Updated: Sep 6
Many people have a love/hate relationship when it comes to painting. Thrilled by the end result, haunted by the prep and labor. Below, I've provided my go-to materials as well as tips/tricks when painting in an RV.
PAINT / PRIMER:
Walls: Sherwin Williams Superpaint in Satin
Cabinets: Sherwin Williams ProClassic in Semi-Gloss
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PAINT / PREP:
Remove all cabinet doors and drawers.
Use TSP (Trisodium Phosphate) mixed with warm water per the instructions on the box to wipe down everything you sanded with a sponge. Wear gloves!
Go back over the same areas with plain warm water and a sponge.
I use an industrial spray gun (Graco Magnum 262805 X7 Cart Airless Paint Sprayer) to prime & paint but you can use a roller if you don’t have access to a sprayer.
If using a sprayer, cover the windows with kraft paper or plastic and tape up with frog tape. If using a roller, tape the window frames. If you’re not the best at taping, you can tape and use a razor blade to cut the tape to the exact edge of the window frame.
Wait 24 hours and tape off the section you want to paint. I typically do the walls first so I tape off the ceiling and cabinets.
If you’re using a sprayer, you will need to cover the ceiling 18” in from the wall with kraft paper or plastic and frog tape. If you’re not installing a new floor, you will need to cover the entire floor and tape along the edges by the wall.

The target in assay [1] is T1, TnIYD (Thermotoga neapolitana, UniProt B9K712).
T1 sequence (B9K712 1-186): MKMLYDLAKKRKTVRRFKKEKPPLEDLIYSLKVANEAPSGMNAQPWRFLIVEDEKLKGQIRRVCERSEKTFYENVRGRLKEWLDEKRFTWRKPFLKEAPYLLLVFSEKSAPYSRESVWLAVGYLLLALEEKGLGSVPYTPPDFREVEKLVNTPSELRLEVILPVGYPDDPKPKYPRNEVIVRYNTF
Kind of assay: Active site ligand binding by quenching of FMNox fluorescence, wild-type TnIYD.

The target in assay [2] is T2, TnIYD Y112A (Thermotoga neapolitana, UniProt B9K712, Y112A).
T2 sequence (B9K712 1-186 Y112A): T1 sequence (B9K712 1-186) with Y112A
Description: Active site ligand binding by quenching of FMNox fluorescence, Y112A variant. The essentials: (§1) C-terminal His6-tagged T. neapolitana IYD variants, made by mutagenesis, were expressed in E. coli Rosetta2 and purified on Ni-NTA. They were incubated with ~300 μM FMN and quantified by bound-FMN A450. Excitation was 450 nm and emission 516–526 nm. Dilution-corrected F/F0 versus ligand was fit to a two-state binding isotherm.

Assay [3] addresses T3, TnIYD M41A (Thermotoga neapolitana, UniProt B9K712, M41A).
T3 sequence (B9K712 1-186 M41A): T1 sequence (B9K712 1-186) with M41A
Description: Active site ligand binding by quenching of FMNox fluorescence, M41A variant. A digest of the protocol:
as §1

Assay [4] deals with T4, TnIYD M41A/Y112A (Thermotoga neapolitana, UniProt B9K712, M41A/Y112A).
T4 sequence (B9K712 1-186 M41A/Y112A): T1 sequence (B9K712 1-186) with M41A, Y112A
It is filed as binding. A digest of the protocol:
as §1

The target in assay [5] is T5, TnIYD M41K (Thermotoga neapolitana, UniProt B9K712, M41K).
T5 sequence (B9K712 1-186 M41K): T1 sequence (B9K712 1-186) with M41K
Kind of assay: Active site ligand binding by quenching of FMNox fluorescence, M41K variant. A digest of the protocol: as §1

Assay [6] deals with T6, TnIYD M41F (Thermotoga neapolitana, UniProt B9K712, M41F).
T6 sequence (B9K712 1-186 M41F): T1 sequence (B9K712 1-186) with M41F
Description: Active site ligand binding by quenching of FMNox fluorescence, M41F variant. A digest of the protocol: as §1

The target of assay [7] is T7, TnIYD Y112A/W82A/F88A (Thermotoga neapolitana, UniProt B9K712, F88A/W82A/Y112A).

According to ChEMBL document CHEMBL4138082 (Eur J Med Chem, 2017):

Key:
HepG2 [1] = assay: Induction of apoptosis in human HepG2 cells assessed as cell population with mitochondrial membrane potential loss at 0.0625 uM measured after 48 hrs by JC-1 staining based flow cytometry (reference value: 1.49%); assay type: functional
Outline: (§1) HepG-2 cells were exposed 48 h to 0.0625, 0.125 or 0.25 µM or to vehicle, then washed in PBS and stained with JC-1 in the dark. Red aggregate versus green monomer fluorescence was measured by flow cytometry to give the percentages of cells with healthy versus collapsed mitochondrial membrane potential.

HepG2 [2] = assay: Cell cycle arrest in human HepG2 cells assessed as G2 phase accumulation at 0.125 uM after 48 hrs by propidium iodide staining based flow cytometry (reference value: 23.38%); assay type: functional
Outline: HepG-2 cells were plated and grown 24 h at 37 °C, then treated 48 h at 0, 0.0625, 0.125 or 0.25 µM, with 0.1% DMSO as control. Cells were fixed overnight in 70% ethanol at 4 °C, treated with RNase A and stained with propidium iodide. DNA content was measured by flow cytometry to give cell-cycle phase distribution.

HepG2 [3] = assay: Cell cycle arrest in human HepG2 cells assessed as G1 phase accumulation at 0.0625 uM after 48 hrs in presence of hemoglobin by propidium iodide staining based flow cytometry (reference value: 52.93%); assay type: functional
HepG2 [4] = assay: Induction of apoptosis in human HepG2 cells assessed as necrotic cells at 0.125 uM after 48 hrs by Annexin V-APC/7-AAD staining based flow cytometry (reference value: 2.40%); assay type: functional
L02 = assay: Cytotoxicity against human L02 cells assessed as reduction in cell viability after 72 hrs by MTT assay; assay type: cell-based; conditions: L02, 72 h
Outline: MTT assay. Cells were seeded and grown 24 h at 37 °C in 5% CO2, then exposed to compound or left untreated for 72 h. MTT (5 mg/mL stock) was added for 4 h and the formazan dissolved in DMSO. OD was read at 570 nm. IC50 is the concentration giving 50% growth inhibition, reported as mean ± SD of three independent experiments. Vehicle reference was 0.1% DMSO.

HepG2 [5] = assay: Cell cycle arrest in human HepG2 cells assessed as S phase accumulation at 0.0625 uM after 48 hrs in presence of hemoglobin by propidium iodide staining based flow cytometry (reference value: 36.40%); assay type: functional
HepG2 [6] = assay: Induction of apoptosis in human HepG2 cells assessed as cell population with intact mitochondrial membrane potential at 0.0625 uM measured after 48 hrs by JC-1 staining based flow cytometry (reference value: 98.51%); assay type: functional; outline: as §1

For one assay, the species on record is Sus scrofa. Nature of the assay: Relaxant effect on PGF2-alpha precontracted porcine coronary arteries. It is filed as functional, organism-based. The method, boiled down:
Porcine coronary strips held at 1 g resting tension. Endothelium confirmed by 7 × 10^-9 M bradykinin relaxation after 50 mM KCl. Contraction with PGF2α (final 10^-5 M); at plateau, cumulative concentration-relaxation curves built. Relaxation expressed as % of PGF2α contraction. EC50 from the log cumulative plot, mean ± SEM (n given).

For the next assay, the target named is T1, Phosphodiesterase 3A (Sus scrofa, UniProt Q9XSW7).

If you’re using a roller, you will only need to tape off the ceiling but I still recommend taping 18” of kraft paper along the edge of the floor to stop any paint drips or splatter from the roller if you’re not installing a new floor.
If using an industrial sprayer, you will most likely only need one coat. If you are using a roller, it will probably take 2-3 coats for full coverage.
Remove the frog tape immediately after you finish painting.
Let the area you painted dry for a few days before taping off for the next area.
Tape off your next area the same as before depending on if you’re using a sprayer or a roller and repeat the process. Remember to remove the tape as soon as you’re done!
I prime & paint the fronts and backs of my cabinet doors and drawer faces in my shop or outside depending on the weather. I recommend using some sort of riser (solo cups work great) to keep them off the ground while painting.
I always wait to install the cabinet doors and drawers at the end of the renovation to keep them from getting banged up through the rest of the remodel.
Paint typically takes up to 14 days to fully cure so be careful not to scratch or bump it for 2 weeks.
Stay tuned for additional tips/tricks when it comes to remodeling recreational vehicles.